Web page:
Hammered by Kevin Hearne

Del Rey ISBN 978-0-345-52248-1      
July, 2011
Mass Market Paperback, 318 Pages


The story of the last living Druid, Atticus O’ Sullivan, continues in Hammered the third volume of Kevin Hearne’s entertaining Iron Druid Chronicles. The brimming sub-storyline from the previous two books –the hatred all pantheons and the majority of supernatural creatures hold for Thor, the Norse God of Thunder – comes to a full head in what closes out the initial trilogy. 

As a result of enlisting the aid of his Viking vampire lawyer Leif Helgarson in the past, Atticus made a promise to help the vampire get into Asgard so that the vampire could attempt nothing less than the murder of a god. Knowing what a difficult task lay ahead of him, Atticus goes about intensive preparation and scouting while also discussing the mission, and potential ramifications, with no less than Jesus Christ himself. As part of his preparation, Atticus journeys to Asgard early in the novel to retrieve an apple from Iðunn’s tree, which grants youth, as payment to Laksha, the sorceress who assisted Atticus defeat the Bacchants in the previous volume Hexed. In his initial journey into Asgard, Atticus befriends Ratatoskr a giant squirrel as he travels along Yggdrasil and makes his presence felt in the land of the Norse gods.

Of course, since plotting to kill a major god isn’t enough for one Druid, Atticus is beset by a sect of Kabbalistic Russian Jews calling themselves the Hammers of God, warnings from the Morrigan, the increasing time spent tutoring his Druid-in-training Granuaile, keeping watch over his widow friend Mrs. MacDonagh, and last but certainly not least, taking care of his Irish Wolfhound Oberon.

Along the way of the narrative, Atticus’s group of three – Atticus, Leif the vampire, and Gunnar the Werewolf – grows to include Perun, the Russian God of Thunder, and the Finnish wizard Väinämöinen.  In order for the group’s strength, and more importantly Atticus’s ability to transport the group to Asgard, to be assured, they must bond.  Hearne’s method for this bonding worked very well as he paralleled the Canterbury Tales, allowing each of Atticus’s four companions to tell their tale of woe at the hands of Thor.  Each ‘episode’ was entertaining and could work as a short story or modern fable in their own right.  In fact, I don’t think it would be such a bad thing should Hearne turn his pen to stories of this type to flesh out some of Atticus’s past.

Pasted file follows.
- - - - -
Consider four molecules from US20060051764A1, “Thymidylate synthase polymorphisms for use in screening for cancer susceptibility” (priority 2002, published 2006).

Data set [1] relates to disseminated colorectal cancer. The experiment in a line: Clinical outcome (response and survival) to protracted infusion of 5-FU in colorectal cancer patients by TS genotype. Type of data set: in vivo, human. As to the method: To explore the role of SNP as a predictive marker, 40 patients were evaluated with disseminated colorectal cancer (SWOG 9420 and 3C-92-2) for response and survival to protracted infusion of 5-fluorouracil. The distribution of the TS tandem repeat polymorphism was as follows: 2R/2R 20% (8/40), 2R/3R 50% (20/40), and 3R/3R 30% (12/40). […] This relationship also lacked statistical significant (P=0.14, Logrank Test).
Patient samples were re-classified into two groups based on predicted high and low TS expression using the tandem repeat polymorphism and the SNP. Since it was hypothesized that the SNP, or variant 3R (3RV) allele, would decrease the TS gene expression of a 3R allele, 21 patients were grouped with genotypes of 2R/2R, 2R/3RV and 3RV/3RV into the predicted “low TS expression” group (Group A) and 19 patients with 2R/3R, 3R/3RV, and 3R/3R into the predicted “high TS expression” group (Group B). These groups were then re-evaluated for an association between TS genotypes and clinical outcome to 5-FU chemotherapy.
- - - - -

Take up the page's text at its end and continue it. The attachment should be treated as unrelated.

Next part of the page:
So, with Hammered, Hearne has done a lot of things well.  For starters, he pays off an undercurrent subplot from the previous two novels.  He continues to flesh out his mythological world, and by including Jesus Christ, really shows he isn’t really restraining himself.  Hearne also changes up the type of story he’s telling.  Whilst the previous two novels had a bit of a quest and battle feel, Hammered adds the feel of a heist/thriller to the mix – both in Atticus’s first foray into Asgard, and the final onslaught with his companions.  What he also shows in Hammered is that nothing should be taken for granted and that nothing is safe.

My only criticism, and it is minor, is that due to the nature of Atticus’s onslaught of Asgard, we don’t get to see as much of Oberon (who is growing into my favorite literary canine) as we did in previous volumes. While it makes complete sense, as told by Atticus throughout the narrative, I still missed the big Irish Wolfhound.

Hammered is a thrilling, and often humorous conclusion to the original story arc, with great payoff. While the stakes are initially implied to be raised throughout the novel, that promise is (for the most part) felt.  It ends on a high, but an epilogue hooked me into the ever important What Will Happen Next.  Around the time the third book was published, it was announced that Del Rey will be continuing the publication of Hearne’s Iron Druid Chronicles with two novels in 2012.  Five novels in two years –quite impressive and though I’ve said it previously, it may be possible that Hearne and Atticus could be the logical heir to Butcher and Dresden.


Highly recommended

© 2011 Rob H. Bedford

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